Step 1: Sensor assembly
The sensor unit consists of an infrared light-emitting-diode (IR LED) and a photo diode, placed side by side, and the fingertip is placed over the sensor assembly, as shown below. The IR LED transmits an infrared light into the fingertip, a part of which is reflected back from the blood inside the finger arteries. The photo diode senses the portion of the light that is reflected back. The intensity of reflected light depends upon the blood volume inside the fingertip. So, every time the heart beats the amount of reflected infrared light changes, which can be detected by the photo diode. With a high gain amplifier, this little alteration in the amplitude of the reflected light can be converted into a pulse.
The reflected IR signal detected by the photo diode is fed to a signal conditioning circuit that filters the unwanted signals and boost the desired pulse signal. The circuit diagram above shows the IR LED (D1) and the photo diode (D2) along with the signal conditioning circuit made of two stage operational amplifiers configured as active low pass filters. The cut-off frequencies of both the filters are set to about 2.5 Hz, and so it can measure the pulse rate up to 2.5*60 = 150 bpm. The gain of each filter is about 100, which gives the total 2-stage amplification of 10000. This is good enough to convert the weak pulsating signal into a TTL pulse.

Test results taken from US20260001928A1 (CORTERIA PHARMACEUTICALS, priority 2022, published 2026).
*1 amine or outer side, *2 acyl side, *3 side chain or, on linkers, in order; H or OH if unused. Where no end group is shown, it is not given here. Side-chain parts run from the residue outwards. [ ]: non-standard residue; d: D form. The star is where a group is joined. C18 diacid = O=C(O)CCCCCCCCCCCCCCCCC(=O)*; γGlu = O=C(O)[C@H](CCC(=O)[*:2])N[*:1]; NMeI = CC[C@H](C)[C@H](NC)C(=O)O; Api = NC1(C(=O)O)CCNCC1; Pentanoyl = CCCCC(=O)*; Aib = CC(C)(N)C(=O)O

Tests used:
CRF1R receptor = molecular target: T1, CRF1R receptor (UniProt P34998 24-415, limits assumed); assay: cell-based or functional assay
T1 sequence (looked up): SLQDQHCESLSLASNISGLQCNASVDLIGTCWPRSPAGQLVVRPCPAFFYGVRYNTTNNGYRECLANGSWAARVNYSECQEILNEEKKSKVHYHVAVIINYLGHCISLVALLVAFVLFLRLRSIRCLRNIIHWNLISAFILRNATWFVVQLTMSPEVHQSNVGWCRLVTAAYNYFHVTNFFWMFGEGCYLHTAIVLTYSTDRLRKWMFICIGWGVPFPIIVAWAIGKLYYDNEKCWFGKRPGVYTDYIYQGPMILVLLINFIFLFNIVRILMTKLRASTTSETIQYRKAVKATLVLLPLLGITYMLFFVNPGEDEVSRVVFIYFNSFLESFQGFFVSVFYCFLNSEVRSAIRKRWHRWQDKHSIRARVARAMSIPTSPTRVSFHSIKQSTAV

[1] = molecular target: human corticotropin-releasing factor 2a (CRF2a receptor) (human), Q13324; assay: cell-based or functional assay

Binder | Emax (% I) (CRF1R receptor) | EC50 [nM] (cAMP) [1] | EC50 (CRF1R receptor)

Note that at the input of each OpAmp filter stage, there is a 1 uF capacitor to block any DC component in the signal. At the output is connected a LED that will blink with heart beat. The cathode of LED gets the ground path through the collector of BC547 transistor. In order to save the battery life, the transistor is turned on for 15 seconds by PIC16F628A microcontroller while the measurement is going on. The number of pulses counted within this interval is multiplied by 4 to get actual beats per minutes (bpm).
For more detail: Microcontroller measures heart rate through fingertip